Avian influenza (bird flu) identified in wild birds in South West of Englan
The UK’s Chief Veterinary Officer has confirmed that routine monitoring has detected the H5N8 strain of avian influenza in a very small number of wild birds in Gloucestershire, Devon and Dorset.
Wild geese near Stroud in Gloucestershire and swans near Dawlish in Devon have tested positive for highly pathogenic avian influenza H5N8. In addition, a wild goose near Weymouth in Dorset has tested positive for H5N8 (pathogenicity yet to be determined). Birds were tested posthumously and were found to have been infected with the strain of avian influenza virus which is currently circulating in wild birds in Europe.
The Chief Vets from England, Scotland, Wales and Northern Ireland have urged bird keepers to maintain and strengthen their farm biosecurity measures in order to prevent further outbreaks of avian influenza in the UK. The advice follows a decision to raise the risk level for avian influenza incursion in wild Birds in Great Britain from ‘medium’ to ‘high’ last week.
There have been a number of confirmed reports of avian influenza in wild birds including geese and swans in the Netherlands and northern Germany in recent weeks. These wild birds are all on the waterfowl flyway from breeding grounds in western Russia, where the H5N8 strain was reported in poultry in mid-October.
Wild birds migrating to the UK from mainland Europe during the winter period can spread the disease to poultry and other captive birds. All bird keepers and members of the public are being urged to prevent direct or indirect contact with wild birds.
Public Health England (PHE) advises that the risk to public health from the virus is very low and the Food Standards Agency advises that avian influenzas pose a very low food safety risk for UK consumers. Properly cooked poultry and poultry products, including eggs, are safe to eat.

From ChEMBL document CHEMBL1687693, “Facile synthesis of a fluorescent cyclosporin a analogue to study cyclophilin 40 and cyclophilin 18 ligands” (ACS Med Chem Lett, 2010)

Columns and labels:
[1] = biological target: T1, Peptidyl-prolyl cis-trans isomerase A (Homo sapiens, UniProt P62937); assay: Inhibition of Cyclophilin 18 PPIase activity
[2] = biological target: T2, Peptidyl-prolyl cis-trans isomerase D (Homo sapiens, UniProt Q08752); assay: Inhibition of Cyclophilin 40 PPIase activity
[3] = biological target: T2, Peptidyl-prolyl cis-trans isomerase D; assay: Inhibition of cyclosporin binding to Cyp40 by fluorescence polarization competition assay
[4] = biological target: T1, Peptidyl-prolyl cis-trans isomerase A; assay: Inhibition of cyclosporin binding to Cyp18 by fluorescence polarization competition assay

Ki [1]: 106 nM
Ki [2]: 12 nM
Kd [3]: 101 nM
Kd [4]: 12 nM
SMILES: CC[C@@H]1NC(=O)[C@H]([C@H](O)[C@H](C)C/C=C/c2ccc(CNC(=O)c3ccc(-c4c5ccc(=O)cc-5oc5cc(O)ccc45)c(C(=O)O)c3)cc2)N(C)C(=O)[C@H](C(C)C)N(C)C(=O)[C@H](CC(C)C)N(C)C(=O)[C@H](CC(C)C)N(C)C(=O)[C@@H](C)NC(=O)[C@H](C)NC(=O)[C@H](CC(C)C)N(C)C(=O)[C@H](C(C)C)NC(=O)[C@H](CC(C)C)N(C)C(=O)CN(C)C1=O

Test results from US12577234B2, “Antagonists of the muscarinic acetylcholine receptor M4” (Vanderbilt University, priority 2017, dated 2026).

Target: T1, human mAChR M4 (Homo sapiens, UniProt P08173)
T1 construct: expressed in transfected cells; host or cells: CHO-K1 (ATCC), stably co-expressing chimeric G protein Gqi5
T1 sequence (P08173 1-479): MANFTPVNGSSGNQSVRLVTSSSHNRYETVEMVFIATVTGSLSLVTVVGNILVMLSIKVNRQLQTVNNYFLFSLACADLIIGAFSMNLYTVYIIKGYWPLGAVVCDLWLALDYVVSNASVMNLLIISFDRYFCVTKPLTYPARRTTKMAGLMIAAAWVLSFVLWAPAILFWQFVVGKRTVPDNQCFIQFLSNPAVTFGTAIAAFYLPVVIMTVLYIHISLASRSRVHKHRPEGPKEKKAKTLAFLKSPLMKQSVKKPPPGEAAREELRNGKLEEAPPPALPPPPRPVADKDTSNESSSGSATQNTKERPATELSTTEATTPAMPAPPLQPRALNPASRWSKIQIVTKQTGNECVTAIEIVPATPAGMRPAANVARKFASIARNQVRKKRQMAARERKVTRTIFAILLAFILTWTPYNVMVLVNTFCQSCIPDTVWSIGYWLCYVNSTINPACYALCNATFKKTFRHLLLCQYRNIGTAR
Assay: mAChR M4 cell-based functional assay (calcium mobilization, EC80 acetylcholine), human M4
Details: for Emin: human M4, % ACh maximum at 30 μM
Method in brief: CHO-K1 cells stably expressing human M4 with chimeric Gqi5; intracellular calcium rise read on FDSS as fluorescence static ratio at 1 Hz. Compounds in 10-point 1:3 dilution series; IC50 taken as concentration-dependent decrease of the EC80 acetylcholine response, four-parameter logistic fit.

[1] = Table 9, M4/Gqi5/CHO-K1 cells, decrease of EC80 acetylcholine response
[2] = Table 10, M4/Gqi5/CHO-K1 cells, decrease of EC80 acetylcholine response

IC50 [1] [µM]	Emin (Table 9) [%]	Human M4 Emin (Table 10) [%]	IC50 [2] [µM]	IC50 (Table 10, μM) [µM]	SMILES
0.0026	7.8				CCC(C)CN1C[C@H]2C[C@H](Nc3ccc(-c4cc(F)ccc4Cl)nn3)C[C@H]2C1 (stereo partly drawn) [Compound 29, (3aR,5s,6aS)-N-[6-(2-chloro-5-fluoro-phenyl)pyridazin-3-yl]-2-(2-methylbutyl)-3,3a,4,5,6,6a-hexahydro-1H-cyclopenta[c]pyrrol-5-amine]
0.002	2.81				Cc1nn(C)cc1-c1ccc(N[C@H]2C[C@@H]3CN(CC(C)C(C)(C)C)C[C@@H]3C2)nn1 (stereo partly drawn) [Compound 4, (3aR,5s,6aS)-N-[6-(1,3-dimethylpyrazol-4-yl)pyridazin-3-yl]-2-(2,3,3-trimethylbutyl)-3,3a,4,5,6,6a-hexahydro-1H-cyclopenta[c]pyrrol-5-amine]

Chief Veterinary Officer Christine Middlemiss said:
“An H5N8 strain of avian influenza has been confirmed in wild geese in Gloucestershire, swans in Devon and a wild goose in Dorset. It is important now more than ever that bird keepers ensure they are doing all they can to maintain and strengthen good biosecurity on their premises to ensure we prevent further outbreaks.
“Public Health England has confirmed that the risk to public health is very low and the Food Standards Agency advises that bird flu poses a very low food safety risk for UK consumers.
“We ask that people continue to report findings of dead wild birds so that we can investigate the extent of infection.”
Dr Gavin Dabrera, Consultant in Acute Respiratory Infections at PHE said:
“To date, there have been no human cases of infection with influenza A(H5N8) confirmed by the WHO and the risk to public health is very low.
“Our advice regarding contact with wild birds remains the same – make sure to wash your hands thoroughly with soap after coming into contact with any animal and do not touch any sick or dead birds.”
A Food Standards Agency spokesperson said:
“We advise that, on the basis of the current scientific evidence, avian influenzas pose a very low food safety risk for UK consumers.
“Properly cooked poultry and poultry products, including eggs, remain safe to eat.”
Wild birds migrating from mainland Europe during the winter period can spread the disease to poultry and other captive birds. There are some simple measures that all poultry keepers, whether they are running a large commercial farm, keeping a few hens in their back garden, or rearing game birds, should take to protect their birds against the threat of avian flu.
· Keeping the area where birds live clean and tidy, controlling rats and mice and regularly cleansing and disinfecting any hard surfaces
· Cleaning footwear before and after visits
· Placing birds’ feed and water in fully enclosed areas that are protected from wild birds, and removing any spilled feed regularly
· Putting fencing around outdoor areas where birds are allowed and limiting their access to ponds or areas visited by wild waterfowl
· Where possible, avoid keeping ducks and geese with other poultry species.
Further information on how to help prevent the spread of the disease can be found on gov.uk.